Along the way, the FCC will probably ask Comcast and TWC for more data, but it will not use subpoenas like the DoJ. It’s chief stick to get parties to submit more information is that it will refuse to move forward on the transaction until the parties provide what they want. The scope and nature of these data requests, and whether the FCC is caving to political pressure or “over-reaching” with overly broad information requests is a perennial flashpoint in just about every deal of this size.
How The FCC Decides.
The FCC will have a merger review staff chugging away on all the data and arguments submitted by supporters and opponents of the deal. While the FCC does not officially count up support on one side and opposition on the other side, the FCC (and DoJ and Congress) will look to see general levels of support and opposition. Technically this shouldn’t matter, but as I’ll discuss in the politics section this can matter quite a bit – especially if the record gets lopsided either in favor of a transaction or in opposition.
The FCC generally tries to finish reviewing a merger in 180-days. This “shot clock” is entirely voluntary by the agency and has no basis in either the statute or the regulations (I am old enough to remember when the FCC adopted the ‘shot clock’ under Chairman Bill Kennard in response to Congressional criticism that the FCC wasn’t consolidating the industry fast enough.) Nevertheless, over the course of the merger, you will hear people constantly obsessing about the shot clock and whether the agency will “stop the clock” because of some new development or whether the agency will go past the deadline for decision.
Ultimately, FCC staff will make a recommendation to the Chairman, and the Chairman will circulate a proposed order to the other Commissioners for a vote. Because the FCC is a Commission, the Chairman needs a majority (two other Commissioners) to approve an Order. Accordingly, the Chair may or may not need to negotiate with other Commissioners to get a majority. During the period when the Order is on circulation we generally see a frenzy of activity as parties try to negotiate at the last minute.
How The FCC Order Works.
In theory, because applications to transfer licenses are “adjudications,” the FCC is supposed to refer the matter to an Administrative Law Judge (ALJ) to decide if the Application serves the public interest. However, the Commission may grant the application directly without going to an ALJ if it determines that there are “no issues of material fact” for the ALJ to decide. Over the years, what used to be the exception to allow the FCC to clear out easy cases has become the general rule.
(Technically, the decision can be made in the first instance by the relevant Bureau on ‘delegated authority.’ But that is extremely unlikely to happen here, despite some relatively big transactions being decided at the Bureau level in recent years.)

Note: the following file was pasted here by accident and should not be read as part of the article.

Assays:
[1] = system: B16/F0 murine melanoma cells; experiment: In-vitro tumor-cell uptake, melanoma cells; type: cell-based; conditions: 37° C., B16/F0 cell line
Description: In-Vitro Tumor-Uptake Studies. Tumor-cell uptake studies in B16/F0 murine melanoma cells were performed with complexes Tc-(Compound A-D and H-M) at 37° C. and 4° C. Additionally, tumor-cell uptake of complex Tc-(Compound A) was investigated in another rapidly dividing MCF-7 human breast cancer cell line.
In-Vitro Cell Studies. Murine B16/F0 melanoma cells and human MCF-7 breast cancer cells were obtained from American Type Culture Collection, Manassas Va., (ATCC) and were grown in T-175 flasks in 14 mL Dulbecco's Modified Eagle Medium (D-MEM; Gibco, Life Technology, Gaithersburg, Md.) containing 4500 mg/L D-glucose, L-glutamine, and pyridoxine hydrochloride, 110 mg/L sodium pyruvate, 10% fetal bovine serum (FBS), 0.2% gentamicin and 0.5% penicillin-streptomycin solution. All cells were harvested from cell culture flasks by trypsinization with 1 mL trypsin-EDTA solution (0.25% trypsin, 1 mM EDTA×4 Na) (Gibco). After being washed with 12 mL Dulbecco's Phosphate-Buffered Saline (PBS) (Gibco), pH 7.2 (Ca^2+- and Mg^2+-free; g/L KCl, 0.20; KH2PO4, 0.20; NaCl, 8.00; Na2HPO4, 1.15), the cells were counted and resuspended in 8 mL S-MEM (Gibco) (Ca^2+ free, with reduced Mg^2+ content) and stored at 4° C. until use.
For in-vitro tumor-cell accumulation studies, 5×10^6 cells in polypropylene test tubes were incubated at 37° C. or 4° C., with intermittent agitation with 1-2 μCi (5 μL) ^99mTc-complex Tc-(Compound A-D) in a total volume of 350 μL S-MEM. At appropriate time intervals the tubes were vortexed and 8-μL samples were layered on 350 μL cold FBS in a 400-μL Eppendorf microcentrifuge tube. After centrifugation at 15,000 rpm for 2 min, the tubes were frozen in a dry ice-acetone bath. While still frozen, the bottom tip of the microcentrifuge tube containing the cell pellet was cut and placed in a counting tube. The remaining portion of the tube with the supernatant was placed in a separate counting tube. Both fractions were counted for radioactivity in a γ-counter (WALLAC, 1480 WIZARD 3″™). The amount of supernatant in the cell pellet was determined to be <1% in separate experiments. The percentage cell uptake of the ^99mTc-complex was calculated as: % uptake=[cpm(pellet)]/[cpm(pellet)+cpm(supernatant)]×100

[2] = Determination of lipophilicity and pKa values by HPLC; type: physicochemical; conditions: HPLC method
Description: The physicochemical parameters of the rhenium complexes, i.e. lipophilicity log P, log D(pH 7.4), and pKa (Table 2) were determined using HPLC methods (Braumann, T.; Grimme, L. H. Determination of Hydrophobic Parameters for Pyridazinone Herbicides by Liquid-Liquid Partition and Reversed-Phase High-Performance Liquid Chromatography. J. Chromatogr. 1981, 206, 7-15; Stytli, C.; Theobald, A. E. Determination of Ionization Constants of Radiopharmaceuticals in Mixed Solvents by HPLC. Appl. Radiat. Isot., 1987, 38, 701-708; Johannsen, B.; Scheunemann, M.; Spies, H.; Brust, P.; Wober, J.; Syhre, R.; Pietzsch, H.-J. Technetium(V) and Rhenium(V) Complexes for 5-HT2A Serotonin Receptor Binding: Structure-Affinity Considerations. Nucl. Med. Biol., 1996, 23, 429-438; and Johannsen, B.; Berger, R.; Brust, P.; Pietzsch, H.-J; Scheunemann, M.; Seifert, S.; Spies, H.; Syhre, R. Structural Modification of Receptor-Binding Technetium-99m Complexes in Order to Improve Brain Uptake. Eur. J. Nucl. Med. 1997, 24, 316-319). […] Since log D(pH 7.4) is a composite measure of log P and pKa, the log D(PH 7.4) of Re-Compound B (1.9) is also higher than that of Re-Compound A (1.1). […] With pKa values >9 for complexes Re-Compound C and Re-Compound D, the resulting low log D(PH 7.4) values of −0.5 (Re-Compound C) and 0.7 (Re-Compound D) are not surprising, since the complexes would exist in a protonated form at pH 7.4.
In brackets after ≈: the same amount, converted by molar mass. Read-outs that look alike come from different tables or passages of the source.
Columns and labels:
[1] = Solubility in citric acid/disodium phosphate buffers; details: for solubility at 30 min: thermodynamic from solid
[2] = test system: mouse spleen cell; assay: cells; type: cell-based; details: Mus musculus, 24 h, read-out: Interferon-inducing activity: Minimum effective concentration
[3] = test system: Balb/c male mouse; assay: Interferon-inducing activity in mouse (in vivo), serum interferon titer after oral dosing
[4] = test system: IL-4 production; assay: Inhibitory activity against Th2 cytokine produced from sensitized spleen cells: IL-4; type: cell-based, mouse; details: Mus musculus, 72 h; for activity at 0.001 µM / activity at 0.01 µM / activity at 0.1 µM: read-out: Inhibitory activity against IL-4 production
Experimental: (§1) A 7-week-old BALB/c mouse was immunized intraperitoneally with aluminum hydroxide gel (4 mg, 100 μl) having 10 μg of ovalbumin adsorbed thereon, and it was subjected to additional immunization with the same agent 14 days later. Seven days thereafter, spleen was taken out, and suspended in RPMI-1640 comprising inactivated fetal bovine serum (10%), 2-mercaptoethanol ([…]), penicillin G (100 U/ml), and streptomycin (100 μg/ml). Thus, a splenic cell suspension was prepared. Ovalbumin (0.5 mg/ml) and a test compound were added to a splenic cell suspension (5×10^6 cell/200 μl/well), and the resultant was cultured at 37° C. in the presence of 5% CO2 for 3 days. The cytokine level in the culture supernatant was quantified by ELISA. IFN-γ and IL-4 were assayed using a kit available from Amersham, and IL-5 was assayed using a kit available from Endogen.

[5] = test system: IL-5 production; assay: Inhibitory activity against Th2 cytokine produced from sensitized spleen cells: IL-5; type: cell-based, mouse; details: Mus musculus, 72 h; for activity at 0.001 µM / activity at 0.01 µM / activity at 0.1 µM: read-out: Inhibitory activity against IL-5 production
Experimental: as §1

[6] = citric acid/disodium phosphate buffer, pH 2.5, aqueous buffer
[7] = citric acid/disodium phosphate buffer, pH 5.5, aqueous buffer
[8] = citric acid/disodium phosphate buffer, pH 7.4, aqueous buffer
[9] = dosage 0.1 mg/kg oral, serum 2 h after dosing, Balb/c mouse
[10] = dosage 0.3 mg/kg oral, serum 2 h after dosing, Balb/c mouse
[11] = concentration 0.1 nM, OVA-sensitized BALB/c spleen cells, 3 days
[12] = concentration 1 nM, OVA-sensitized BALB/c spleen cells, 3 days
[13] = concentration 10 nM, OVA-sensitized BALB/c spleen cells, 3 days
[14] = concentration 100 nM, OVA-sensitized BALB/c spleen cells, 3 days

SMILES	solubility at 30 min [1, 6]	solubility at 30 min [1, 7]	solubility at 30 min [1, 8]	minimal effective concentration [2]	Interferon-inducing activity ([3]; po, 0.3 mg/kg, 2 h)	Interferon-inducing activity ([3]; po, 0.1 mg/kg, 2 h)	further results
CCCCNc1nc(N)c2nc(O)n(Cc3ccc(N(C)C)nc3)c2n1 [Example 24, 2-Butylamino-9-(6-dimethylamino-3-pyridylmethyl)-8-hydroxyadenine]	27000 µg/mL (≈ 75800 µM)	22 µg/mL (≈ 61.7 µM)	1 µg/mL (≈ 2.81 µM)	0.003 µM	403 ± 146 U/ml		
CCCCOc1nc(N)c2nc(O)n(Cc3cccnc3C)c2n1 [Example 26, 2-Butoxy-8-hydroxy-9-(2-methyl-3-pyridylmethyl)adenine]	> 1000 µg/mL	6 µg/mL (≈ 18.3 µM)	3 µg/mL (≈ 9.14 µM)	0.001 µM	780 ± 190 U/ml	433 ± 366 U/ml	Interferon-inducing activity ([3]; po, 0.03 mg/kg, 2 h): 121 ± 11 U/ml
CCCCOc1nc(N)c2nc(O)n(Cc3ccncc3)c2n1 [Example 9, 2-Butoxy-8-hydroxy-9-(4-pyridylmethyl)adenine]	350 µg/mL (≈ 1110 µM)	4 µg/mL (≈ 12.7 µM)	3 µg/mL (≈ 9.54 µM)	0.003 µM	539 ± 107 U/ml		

Almost always, the FCC will find that grant of an application “serves the public interest” and that no issues of material fact remain – allowing the Commission to decide the matter without sending it to an ALJ. Technically, the FCC does not “impose” conditions on the transfer. Rather, the Applicants voluntarily agree to accept conditions to resolve concerns that would otherwise require an ALJ to adjudicate. As part of the license transfer, the FCC incorporates the “voluntary” conditions into the licenses, making them binding as a matter of law and enforceable by the Commission.
Opponents of the transfer who don’t like the approval of the deal can either file a Petition for Reconsideration by the Commission, or file an appeal with the D.C. Circuit. Since the parties can go ahead and merge while the appeal is pending, and such appeals are almost never granted, the show is pretty much over after the FCC decides to grant the application.
What If The FCC Decides To Block The Deal?
On rare occasions, when the FCC decides that conditions won’t cut it, the FCC does not deny the application outright. Instead, the FCC writes a long Order determining that there are “issues of material fact” as to whether the license transfer would serve the public interest and refers the matter to an ALJ for a full evidentiary hearing to resolve the issues outlined in the Order.
In theory, the Applicants can then go to an ALJ. But this never happens. Why? Because the parties to the ALJ proceeding are the parties that filed Petitions to Deny to block the merger. Remember, the FCC is the fact finding judge, not the party trying to block the merger, a situation totally different from the DoJ or FTC (although the FCC has an independent obligation to investigate, it relies on this adversarial process). Worse from the perspective of the Applicants, the parties challenging the deal get to have their own discovery, cross-examine witnesses under oath, cross-examine and challenge the experts employed by the applicants, and bring their own expert witnesses in opposition.
The process can take forever, and puts the merging parties thoroughly under the microscope. Nor can Applicants challenge a referral to a hearing in the D.C. Circuit. The statute only allows parties to appeal from a denial of a license transfer. Under well established principles of administrative law, the merging parties must exhaust their administrative remedies before appealing to a court. That means having the ALJ trial, then appealing the ALJ determination to the relevant Bureau, then appealing that to the full Commission. Only after doing all of that does a party get to the D.C. Circuit.
As a result, referral to an ALJ for a hearing is pretty much considered the kiss of death for a merger. The two times it has happened in the last 10+ years, the DISH/DIRECTV deal and the ATT/TMO deal, the applicants dropped the deal a few weeks later.
Up next: Congress, The White House and the Public.
Part I: Intro and Summary
Part II: Antitrust Review